Learning that your dog has a heart defect or disorder can be very frightening for any dog owner, but heart problems in dogs don’t always signal the dog’s impending demise and in many cases, will have little to no impact on their quality of life or longevity.
Canine heart problems come in many different varieties and can be hugely variable in terms of their impact and severity too, and whilst heart problems do need to be taken seriously and treated with the appropriate respect, they are not necessarily a huge deal for the dogs diagnosed with them.
Some canine heart problems are congenital and present from birth whilst others tend to develop more frequently later in life – and some heart problems that dogs may have a predisposition to can even sometimes be warded off or delayed by taking proactive steps to keep your dog’s heart healthy and avoid problems.
Canine heart problems are reasonably common, affecting an estimated 15-20% of all dogs that reach old age, and so this is something that all dog owners should bear in mind and where possible, mitigate against.
You can’t prevent all types of potential heart problems a dog might develop, but by knowing what factors can worsen, trigger or even cause canine heart issues, you can get a head start on safeguarding your dog against them – which is what we will look at within this article.
Read on to learn about six things you can do to keep your dog’s heart healthy for life.
First of all, some congenital heart problems occur more frequently in certain dog breeds than in most others, like patent ductus arteriosus in the poodle and ventricular septal defects in the springer spaniel.
Finding out if there are any issue that are particularly common in the breed of dog you own can help you to learn more about the potential symptoms to look out for at home.
Additionally, some hereditary heart conditions can be tested for and diagnosed before they even become symptomatic with DNA testing protocols, so if you find that there is a history of heart issues in your dog’s breed line or a strong correlation between their breed and a certain heart health problem, you might want to look into this and consider finding out your own dog’s status with a DNA test.
This will enable you and your vet to get a head start on managing the condition and limiting the damage it may cause where possible, before it even manifests with symptoms.
Ensuring that your dog is being fed an appropriate diet is an important part of keeping them healthy in general and avoiding a range of different health issues from developing later on, with heart problems being just one of them.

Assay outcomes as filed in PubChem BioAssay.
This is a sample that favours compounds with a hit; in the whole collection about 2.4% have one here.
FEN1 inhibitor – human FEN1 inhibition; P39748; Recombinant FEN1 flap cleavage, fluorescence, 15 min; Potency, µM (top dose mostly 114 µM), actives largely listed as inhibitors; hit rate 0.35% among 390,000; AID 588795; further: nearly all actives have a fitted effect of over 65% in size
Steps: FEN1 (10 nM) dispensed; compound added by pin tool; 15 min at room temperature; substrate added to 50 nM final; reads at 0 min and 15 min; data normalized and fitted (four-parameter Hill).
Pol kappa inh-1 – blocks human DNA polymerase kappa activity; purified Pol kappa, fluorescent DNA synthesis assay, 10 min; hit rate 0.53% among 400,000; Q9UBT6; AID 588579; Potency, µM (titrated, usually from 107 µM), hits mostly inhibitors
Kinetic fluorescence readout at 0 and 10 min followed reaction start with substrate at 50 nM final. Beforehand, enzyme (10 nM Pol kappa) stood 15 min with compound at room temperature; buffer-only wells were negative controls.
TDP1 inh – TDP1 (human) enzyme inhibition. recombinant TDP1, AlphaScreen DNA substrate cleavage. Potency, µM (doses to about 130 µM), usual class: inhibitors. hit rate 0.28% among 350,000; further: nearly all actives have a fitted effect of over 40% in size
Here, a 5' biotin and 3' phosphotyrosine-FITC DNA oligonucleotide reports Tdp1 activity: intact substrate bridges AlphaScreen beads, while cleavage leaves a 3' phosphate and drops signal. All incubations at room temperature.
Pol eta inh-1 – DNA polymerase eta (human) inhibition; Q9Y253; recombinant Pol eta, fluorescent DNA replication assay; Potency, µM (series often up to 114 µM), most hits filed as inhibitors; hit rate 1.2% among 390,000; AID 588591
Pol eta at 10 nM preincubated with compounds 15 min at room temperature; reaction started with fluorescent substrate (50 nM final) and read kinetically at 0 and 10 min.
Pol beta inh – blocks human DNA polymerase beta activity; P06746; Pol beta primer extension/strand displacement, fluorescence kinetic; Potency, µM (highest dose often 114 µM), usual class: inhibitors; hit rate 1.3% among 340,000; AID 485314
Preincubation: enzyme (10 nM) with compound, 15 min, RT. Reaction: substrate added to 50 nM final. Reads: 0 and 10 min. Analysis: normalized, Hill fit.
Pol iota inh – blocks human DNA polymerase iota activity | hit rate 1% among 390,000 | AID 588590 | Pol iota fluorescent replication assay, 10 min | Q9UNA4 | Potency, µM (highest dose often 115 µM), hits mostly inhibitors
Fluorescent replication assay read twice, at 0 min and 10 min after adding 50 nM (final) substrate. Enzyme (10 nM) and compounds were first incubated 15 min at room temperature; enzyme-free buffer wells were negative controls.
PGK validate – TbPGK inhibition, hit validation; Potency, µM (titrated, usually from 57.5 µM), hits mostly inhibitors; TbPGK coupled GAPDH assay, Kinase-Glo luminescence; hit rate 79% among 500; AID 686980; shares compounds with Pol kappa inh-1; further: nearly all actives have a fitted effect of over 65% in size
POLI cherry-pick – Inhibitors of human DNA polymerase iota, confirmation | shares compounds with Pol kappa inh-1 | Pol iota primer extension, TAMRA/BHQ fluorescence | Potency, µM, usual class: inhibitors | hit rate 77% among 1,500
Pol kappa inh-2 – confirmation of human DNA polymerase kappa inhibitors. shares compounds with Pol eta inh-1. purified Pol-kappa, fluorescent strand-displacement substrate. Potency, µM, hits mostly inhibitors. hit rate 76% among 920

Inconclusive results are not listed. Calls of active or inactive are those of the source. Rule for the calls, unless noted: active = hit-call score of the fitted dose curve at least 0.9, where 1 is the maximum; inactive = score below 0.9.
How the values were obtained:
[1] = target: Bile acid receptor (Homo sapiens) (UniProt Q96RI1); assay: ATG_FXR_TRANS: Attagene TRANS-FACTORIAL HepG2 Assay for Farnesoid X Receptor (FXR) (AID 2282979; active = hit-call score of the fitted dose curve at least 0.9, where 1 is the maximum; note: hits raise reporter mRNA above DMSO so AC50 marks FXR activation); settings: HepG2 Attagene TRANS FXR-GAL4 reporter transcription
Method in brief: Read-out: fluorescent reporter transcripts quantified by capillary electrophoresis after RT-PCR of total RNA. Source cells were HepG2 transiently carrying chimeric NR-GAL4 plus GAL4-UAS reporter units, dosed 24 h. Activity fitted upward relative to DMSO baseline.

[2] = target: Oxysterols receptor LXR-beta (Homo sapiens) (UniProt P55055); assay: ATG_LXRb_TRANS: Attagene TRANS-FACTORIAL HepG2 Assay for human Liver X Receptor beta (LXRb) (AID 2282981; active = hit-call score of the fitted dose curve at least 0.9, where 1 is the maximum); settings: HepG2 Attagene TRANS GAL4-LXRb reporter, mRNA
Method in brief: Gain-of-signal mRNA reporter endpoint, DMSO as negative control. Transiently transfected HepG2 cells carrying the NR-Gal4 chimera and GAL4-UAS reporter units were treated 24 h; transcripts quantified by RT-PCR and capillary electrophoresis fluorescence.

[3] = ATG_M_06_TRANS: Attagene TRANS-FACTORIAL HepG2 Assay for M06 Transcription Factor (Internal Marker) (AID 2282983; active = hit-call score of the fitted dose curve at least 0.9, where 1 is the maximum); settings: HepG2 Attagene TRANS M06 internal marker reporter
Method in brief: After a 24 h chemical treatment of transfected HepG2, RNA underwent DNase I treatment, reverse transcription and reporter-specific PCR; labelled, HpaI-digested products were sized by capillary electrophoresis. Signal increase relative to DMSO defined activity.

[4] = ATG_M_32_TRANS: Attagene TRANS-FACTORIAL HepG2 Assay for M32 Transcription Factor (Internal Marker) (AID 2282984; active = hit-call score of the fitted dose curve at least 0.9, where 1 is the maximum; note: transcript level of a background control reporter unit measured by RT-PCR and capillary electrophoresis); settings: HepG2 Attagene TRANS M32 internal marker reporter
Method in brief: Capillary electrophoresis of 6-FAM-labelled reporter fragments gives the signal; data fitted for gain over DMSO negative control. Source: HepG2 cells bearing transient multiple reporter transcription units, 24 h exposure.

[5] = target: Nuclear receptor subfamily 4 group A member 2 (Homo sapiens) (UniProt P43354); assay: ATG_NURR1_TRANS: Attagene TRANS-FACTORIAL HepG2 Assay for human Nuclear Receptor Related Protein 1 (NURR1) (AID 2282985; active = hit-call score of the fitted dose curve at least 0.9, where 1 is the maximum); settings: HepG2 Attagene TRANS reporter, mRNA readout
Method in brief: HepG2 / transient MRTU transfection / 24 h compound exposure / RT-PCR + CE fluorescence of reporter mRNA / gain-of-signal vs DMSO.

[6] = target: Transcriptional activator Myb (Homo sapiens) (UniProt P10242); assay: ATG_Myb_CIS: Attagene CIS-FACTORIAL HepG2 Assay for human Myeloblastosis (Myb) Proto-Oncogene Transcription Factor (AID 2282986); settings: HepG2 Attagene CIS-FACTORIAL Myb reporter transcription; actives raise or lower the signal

Feed your dog the right diet for their age, size, activity levels and life stage, and ensure you aren’t giving too many treats. When it comes to treats, choose healthy, lean ones and not those heavy in fat or sugar, which are all bad for your dog’s heart health.
As well as feeding the right diet you also need to make sure you’re not overfeeding your dog, as this is of course counterproductive. If your dog is overweight, fat accumulates around the heart’s valves and arteries too, compromising its functions and meaning that it has to work harder to pump blood.
This can exacerbate or even cause heart problems that could otherwise have been entirely prevented.
Keeping your dog at a healthy weight means providing the right type of exercise as well as the appropriate diet, and just as there are different types of exercise that suit people for different purpose, so too are there for dogs.
Your dog’s exercise should be varied to include vigorous bursts of play and activity that have a cardio-style effect, gentler but longer walks to build endurance, and sufficient walks in general to meet all of your dog’s needs.
Heartworm is a type of parasite that sets up home in the chambers of your dog’ heart, and which can naturally cause a huge and serious range of problems if it does. Heartworm is not anywhere near as common in dogs in the UK as it is in many other areas like the USA, but it is still a good idea to talk to your vet about heartworm preventatives and checks just to be on the safe side.
On which note, all dogs should see the vet at least once a year for their annual booster shots and a health check, even if they appear to be in the peak of health and fighting fit.
This will give your vet the opportunity to listen to your dog’s heart and identify the early signs of any potential problems, before they become advanced and so, harder to treat or manage later on.